Plaintiff Rosetta Stone sued Google after being plagued with counterfeiters who purchased the “Rosetta Stone” mark as a keyword in Google’s AdWords program. Between September 3, 2009 and March 1, 2010, the Plaintiff reported to Google 190 instances in which counterfeit products bearing the Rosetta Stone mark appeared in Google’s sponsored links, providing Google with the domain names, the text of each sponsored link and other identifying information. According to Rosetta Stone, Google continued, despite the notifications, to allow those same advertisers to use Rosetta Stone’s mark on other websites. It is unclear from the 4th Circuit’s decision whether Rosetta Stone had provided enough information so that Google “knew or should have known” of the infringing activity. Undoubtedly that question will be answered by the finder of fact in the lower court.

On nearly every major legal point, the Fourth Circuit differed with the District Court. As to the facts, the Fourth Circuit castigated the District Court for failing to “apply the summary judgment standard of review but instead view[ing] the evidence much as it would during a bench trial.” That is, the District Court failed to draw all inferences regarding the evidence in favor of Rosetta Stone, the party against whom summary judgment was sought. This is the basic summary judgment standard.

Rosetta Stone’s main charge against Google, that of direct trademark infringement, is illustrative. Here, the District Court misunderstood the Lanham Act as merely prohibiting Google from passing off its own goods and services as those of Rosetta Stone’s, completely missing the fact, according to the 4th Circuit, that the law prohibits not just confusion as to source, but also as to affiliation, connection and sponsorship. Under this interpretation of the law, Rosetta Stone clearly had presented enough evidence to defeat Google’s motion for summary judgment and take the case to trial.

On the issue of Google’s knowledge and intent, Google’s own studies showed that “there was significant source confusion among Internet searchers when trademarks were included in the title or body of the advertisements” — precisely what Google permitted the purchasers of “Rosetta Stone” to do. Consequently, the Fourth Circuit concluded, “a reasonable trier of fact could find that Google intended to cause confusion in that it acted with the knowledge that confusion was very likely to result from its use of the marks.”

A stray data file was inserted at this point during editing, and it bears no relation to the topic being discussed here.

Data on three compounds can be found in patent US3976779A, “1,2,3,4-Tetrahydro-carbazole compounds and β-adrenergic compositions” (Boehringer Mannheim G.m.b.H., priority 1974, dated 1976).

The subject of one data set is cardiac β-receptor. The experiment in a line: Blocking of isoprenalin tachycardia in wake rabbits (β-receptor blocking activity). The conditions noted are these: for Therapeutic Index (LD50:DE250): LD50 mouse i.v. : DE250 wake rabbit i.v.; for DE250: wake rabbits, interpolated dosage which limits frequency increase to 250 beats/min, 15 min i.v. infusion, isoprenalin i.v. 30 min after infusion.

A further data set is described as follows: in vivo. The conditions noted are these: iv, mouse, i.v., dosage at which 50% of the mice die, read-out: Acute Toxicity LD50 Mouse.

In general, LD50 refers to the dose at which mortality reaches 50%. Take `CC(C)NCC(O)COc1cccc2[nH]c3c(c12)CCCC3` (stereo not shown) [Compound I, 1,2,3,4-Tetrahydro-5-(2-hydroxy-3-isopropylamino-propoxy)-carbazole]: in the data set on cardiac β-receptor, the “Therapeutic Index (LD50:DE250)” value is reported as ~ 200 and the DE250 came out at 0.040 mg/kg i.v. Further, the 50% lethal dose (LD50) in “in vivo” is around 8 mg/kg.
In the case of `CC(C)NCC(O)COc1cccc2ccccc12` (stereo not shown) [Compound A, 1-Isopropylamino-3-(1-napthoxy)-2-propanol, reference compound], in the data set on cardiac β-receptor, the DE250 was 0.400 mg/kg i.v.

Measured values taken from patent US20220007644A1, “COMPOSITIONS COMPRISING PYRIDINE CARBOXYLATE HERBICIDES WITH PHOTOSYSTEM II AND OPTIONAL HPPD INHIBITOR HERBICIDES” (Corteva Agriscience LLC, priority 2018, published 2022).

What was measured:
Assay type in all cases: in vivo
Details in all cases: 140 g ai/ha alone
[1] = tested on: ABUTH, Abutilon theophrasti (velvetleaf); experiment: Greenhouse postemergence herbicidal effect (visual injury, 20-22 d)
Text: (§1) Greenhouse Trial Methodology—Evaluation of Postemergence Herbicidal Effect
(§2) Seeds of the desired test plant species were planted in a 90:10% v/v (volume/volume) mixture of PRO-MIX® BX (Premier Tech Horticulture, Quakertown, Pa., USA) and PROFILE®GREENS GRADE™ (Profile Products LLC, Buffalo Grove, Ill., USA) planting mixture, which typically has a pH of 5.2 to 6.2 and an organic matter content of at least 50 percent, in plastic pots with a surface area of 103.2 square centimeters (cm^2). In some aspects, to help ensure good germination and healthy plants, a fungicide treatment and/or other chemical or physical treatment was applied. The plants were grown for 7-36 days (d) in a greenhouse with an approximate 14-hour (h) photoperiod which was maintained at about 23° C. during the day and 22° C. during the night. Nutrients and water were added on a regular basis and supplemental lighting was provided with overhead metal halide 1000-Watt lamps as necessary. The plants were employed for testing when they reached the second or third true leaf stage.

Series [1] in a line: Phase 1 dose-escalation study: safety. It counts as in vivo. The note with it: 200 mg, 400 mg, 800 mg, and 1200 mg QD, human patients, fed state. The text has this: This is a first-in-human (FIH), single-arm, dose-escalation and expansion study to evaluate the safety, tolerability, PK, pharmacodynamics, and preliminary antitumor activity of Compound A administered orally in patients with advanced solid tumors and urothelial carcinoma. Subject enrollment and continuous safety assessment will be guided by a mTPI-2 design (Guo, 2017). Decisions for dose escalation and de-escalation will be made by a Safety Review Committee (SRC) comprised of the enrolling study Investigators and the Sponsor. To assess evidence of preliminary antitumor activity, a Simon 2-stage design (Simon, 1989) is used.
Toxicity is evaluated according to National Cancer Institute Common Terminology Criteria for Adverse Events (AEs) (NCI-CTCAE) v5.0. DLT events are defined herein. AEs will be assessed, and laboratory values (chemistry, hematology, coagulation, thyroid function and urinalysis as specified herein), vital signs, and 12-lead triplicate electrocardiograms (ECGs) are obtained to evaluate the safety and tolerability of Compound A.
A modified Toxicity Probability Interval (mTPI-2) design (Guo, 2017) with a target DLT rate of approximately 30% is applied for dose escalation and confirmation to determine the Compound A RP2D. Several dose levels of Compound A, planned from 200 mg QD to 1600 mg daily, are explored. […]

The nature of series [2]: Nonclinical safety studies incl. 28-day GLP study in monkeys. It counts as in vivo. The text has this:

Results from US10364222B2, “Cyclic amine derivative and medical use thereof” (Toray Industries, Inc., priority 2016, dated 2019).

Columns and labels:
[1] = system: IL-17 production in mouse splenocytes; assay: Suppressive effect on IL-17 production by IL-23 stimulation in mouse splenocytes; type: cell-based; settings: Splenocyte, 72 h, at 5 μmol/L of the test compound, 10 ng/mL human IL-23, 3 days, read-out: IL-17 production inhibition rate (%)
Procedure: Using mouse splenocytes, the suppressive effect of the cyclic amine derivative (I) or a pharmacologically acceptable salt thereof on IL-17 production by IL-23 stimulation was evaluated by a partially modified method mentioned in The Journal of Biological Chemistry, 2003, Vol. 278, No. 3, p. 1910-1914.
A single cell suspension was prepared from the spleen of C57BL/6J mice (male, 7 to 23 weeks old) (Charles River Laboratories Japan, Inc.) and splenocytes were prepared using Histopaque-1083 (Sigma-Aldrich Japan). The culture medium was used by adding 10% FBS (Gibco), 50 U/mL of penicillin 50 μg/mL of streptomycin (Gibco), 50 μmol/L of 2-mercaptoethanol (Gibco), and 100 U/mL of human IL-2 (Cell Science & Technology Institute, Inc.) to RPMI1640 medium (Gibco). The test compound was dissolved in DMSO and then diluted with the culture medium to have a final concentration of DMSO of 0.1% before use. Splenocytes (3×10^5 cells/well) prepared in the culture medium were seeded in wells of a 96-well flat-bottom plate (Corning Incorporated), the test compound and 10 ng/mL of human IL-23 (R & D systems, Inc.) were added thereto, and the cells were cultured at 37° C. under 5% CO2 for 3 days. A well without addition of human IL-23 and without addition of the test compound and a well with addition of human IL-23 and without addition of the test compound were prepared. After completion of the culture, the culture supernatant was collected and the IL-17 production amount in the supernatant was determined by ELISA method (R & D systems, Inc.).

Regarding consumer confusion, the evidence also tended to favor Rosetta Stone. In the District Court, Rosetta Stone presented testimony from would-be customers who purchased bogus “Rosetta Stone” products from a Google-sponsored advertiser, believing that they were buying the genuine article. In addition, Rosetta Stone provided documentation of 123 similar complaints and produced an expert’s report showing that “17% of consumers demonstrate actual confusion” as to whether the paid links were sponsored by Rosetta Stone or a third party. And if this weren’t enough, when two of Google’s in-house trademark lawyers were shown a Google search results page, “they were unable to determine without more research which [of those] sponsored links were authorized resellers of Rosetta Stone products.” Since uncertainly about the origin of a product is quintessential evidence of actual confusion, the 4th Circuit ruled, the District Court should have denied summary judgment to Google.

The 4th Circuit also laid to rest any claim by Google that its use of the Rosetta Stone mark was “functional” because its use allowed Google “to readily identify in its databases relevant information in response to a web user’s query.” As the 4th Circuit pointed out, the functionality doctrine has nothing to do with Google’s use of Rosetta Stone’s mark, but holds that a party may not register a trademark that is the name of a useful or functional product feature. “It is irrelevant,” the 4th Circuit ruled, “whether Google’s computer program functions better by use of Rosetta Stone’s nonfunctional mark.” On the other hand, the court did leave open the possibility of an affirmative defense based on “nominative” use, which occurs when a defendant uses the plaintiff’s mark to refer to plaintiff’s products, generally for purposes of comparison with those of defendant. The 4th Circuit declined to decide whether this affirmative defense was available to Google and merely cited to the standard set by other cases for determining whether a nominative use has occured: “[I]n order to avail [itself] of the nominative fair use defense[,] the defendant (1) may only use so much of the mark as necessary to identify the product or service and (2) may not do anything that suggests affiliation, sponsorship, or endorsement by the markholder.” However, given the actual use in context, a nominative fair use defense does not seem likely.